(3.21) Just like the great elements such as earth,
And like eternal space,
May I become the basis from which everything arises
For sustaining the life of countless living beings;
(3.22) And, until they have passed beyond sorrow,
May I sustain all forms of life
Throughout the realms of living beings
That reach to the ends of space.
If we’re practicing giving like Shantideva then we have a wish to be whatever others need, not simply to do what others want. We want to be what they need. We think, “if others want me to be someone other, I’ll be that person for them.” With total faith in Dorje Shugden and a loving heart like Shantideva, we offer ourself to others pledging to become whatever we need to become for them to be able to provide them both temporary and ultimate benefit. We have an attitude that is ready to endure whatever we need to endure. We are ready to go through whatever we need to go through.
For me, the easiest way to do this is to view my ordinary self as like a karmic reflection or echo or synthesis of all the delusions and negative karma of those I love that I have taken upon myself through my previous practice of taking. When suffering arises within our body, delusions emerge within our mind or negative karma ripens in our life, we strongly believe that this is the suffering, delusions and negative karma of all living beings that we have previously taken upon ourselves. We then believe that – like Jesus – we work through these things for living beings so that they don’t have to. What do living beings need? They need somebody to do this for them. This is why Jesus is so powerful in this world – he meets this need. But so can we, if we train diligently in correct methods for long enough.
With these verses, Shantideva reveals how the truth body Dharmakaya of a Buddha is of the same nature as his emanation body. Normally we speak of a Buddha’s emanations, as if they are a multitude of individual emanations. But in truth, all of conventional reality is a fully integrated blanket of emanations functioning as a whole to liberate living beings. It is only due to our ignorance that we see conventional reality as a samsara instead of as the unfolding of Buddha’s emanations in this world. The pure conventional nature of all things is a Buddha’s form body, and the pure ultimate nature is a Buddha’s truth body. These two are inseparable, like gold from its coin.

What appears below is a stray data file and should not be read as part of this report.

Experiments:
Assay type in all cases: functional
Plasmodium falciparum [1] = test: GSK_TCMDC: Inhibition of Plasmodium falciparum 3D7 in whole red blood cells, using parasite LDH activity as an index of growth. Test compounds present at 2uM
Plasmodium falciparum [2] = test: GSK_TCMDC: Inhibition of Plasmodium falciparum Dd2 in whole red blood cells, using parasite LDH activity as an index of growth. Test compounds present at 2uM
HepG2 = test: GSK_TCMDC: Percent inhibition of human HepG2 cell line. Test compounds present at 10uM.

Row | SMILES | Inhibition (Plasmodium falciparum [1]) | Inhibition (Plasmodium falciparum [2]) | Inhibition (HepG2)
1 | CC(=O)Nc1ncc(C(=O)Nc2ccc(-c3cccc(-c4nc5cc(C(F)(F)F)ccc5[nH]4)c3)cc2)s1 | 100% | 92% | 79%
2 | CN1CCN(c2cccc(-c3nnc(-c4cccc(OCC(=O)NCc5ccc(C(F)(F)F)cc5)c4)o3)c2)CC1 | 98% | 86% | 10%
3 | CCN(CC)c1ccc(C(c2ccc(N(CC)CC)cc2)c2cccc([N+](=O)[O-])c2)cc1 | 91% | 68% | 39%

To become someone else, to become the person that others need, means we need to change our behavior. We know what we’re currently like when someone has a problem with our behavior. Normally, we think “it’s their problem, not mine.” And sometimes that is true. Offering ourself to living beings does not mean we offer ourself to their delusions and it is now incumbent upon us to satisfy their every deluded wish. “Helping” others in this way doesn’t help them at all. But to offer ourself to others does mean it is incumbent upon us to try meet their legitimate needs and help them in wise and compassionate ways. This requires extraordinary flexibility of mind and of behavior. We become whatever the other person is looking for, whatever others want us to be.
Gen-la Losang once told the story of his utter surprise when he took a flight with Geshe-la from the U.K. to America. When he boarded the plane in the UK and was saying goodbye to those who saw him off at the airport, he was a perfect English gentleman, humble, reserved, composed in his behavior, etc. When he got off the plane in America, he started hugging everyone and being all light and playful. Geshe-la simply spontaneously became “American Geshe-la!” A senior teacher once told the story once of how he had a dream about Gen-la Losang. There was somebody stuck in some thorn bush, and in the dream the teacher was looking upon the person wishing strongly that they be free. Then, Gen-la Losang came into the dream and, without a moment’s hesitation or concern about the effects on himself, dived into the bush and pulled the person out. Then this senior teacher woke up and realized he had work to do.
Are we to cultivate such an approach to life? If we don’t, the results of enlightenment won’t come. Such is the power of Shantideva’s love that he wants to be whatever living beings want. If we have this wish, then in the future we will actually be able to manifest all things wished for by living beings. This thought to give, to be whatever is needed by others, acts as a cause for such results in the future. Such a joyful, expansive mind is the perfect mental space for taking the Bodhisattva vow. Imagine all day long having this mind. What would you feel like? You’d feel like you were in heaven, wouldn’t you? You actually would be. Geshe-la once famously said, “the mind of Lamrim is the pure land.”